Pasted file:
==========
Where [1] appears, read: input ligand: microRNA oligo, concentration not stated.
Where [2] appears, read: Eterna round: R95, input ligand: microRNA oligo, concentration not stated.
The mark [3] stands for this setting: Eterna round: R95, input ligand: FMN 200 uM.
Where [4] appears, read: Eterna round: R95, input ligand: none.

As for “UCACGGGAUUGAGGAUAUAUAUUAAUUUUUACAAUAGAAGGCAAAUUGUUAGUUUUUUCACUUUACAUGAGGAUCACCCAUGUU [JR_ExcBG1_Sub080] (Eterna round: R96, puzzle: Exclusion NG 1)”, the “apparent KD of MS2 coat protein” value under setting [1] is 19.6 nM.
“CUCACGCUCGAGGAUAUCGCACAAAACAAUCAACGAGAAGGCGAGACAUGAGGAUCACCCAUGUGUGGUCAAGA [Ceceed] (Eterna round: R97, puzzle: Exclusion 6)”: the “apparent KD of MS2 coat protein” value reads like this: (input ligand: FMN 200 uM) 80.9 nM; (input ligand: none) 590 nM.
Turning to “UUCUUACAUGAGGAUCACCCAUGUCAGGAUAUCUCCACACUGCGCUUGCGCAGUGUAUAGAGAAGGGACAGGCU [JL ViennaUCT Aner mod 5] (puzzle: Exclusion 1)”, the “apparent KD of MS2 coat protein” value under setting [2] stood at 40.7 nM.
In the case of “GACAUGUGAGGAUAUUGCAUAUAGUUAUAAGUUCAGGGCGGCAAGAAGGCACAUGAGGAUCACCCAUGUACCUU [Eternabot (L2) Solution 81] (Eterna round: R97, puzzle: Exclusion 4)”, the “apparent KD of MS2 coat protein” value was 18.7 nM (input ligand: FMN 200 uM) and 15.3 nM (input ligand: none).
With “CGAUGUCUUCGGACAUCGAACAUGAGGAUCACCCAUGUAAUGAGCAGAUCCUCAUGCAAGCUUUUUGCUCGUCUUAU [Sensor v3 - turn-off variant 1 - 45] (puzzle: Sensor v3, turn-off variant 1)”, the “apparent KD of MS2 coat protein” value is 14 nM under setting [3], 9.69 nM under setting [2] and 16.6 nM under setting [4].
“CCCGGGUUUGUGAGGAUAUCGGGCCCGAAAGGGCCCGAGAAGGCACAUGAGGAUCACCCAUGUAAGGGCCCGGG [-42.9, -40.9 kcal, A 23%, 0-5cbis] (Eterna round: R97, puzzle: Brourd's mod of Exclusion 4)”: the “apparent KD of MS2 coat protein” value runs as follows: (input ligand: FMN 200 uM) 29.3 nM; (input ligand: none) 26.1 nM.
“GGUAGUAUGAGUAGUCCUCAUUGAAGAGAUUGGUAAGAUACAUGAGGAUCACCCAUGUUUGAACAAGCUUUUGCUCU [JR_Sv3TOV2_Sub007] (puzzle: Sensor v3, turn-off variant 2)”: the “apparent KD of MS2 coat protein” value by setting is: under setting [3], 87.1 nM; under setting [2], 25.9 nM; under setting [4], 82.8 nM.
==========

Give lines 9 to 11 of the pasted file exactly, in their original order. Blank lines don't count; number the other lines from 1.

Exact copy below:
With “CGAUGUCUUCGGACAUCGAACAUGAGGAUCACCCAUGUAAUGAGCAGAUCCUCAUGCAAGCUUUUUGCUCGUCUUAU [Sensor v3 - turn-off variant 1 - 45] (puzzle: Sensor v3, turn-off variant 1)”, the “apparent KD of MS2 coat protein” value is 14 nM under setting [3], 9.69 nM under setting [2] and 16.6 nM under setting [4].
“CCCGGGUUUGUGAGGAUAUCGGGCCCGAAAGGGCCCGAGAAGGCACAUGAGGAUCACCCAUGUAAGGGCCCGGG [-42.9, -40.9 kcal, A 23%, 0-5cbis] (Eterna round: R97, puzzle: Brourd's mod of Exclusion 4)”: the “apparent KD of MS2 coat protein” value runs as follows: (input ligand: FMN 200 uM) 29.3 nM; (input ligand: none) 26.1 nM.
“GGUAGUAUGAGUAGUCCUCAUUGAAGAGAUUGGUAAGAUACAUGAGGAUCACCCAUGUUUGAACAAGCUUUUGCUCU [JR_Sv3TOV2_Sub007] (puzzle: Sensor v3, turn-off variant 2)”: the “apparent KD of MS2 coat protein” value by setting is: under setting [3], 87.1 nM; under setting [2], 25.9 nM; under setting [4], 82.8 nM.